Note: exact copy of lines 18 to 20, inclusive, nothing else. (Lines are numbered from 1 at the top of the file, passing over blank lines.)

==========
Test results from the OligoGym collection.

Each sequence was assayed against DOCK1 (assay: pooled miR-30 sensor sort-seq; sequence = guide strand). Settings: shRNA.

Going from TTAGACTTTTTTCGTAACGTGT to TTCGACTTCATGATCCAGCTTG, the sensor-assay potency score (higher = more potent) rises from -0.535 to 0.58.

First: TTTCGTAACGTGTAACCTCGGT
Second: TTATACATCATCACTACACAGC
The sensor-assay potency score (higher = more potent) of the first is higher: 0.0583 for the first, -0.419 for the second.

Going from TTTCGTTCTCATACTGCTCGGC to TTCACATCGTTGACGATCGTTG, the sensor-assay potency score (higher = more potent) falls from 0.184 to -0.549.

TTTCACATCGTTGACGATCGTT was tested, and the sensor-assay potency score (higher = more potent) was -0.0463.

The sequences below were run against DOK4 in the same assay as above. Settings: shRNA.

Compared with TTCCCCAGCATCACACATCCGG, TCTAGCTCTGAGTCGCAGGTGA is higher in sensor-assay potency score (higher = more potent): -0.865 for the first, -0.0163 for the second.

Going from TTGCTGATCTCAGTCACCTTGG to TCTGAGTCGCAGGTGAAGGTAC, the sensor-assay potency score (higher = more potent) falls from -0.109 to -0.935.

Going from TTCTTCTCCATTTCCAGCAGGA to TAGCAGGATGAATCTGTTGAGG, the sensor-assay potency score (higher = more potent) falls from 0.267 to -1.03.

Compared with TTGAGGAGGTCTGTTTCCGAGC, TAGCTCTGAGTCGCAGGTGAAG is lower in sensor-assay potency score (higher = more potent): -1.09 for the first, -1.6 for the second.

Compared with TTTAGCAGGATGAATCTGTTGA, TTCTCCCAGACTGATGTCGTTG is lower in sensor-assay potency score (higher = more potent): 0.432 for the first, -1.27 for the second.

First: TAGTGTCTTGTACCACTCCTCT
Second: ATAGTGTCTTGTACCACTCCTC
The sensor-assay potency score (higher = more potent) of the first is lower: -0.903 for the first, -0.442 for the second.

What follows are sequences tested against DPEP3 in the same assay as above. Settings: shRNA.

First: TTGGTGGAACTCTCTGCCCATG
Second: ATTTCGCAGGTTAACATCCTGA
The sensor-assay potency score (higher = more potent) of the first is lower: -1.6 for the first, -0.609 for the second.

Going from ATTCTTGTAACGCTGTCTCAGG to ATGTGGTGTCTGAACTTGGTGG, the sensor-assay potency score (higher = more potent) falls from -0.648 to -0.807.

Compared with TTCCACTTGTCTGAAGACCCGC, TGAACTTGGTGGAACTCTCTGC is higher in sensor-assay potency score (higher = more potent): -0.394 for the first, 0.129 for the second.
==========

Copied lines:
What follows are sequences tested against DPEP3 in the same assay as above. Settings: shRNA.

First: TTGGTGGAACTCTCTGCCCATG
Second: ATTTCGCAGGTTAACATCCTGA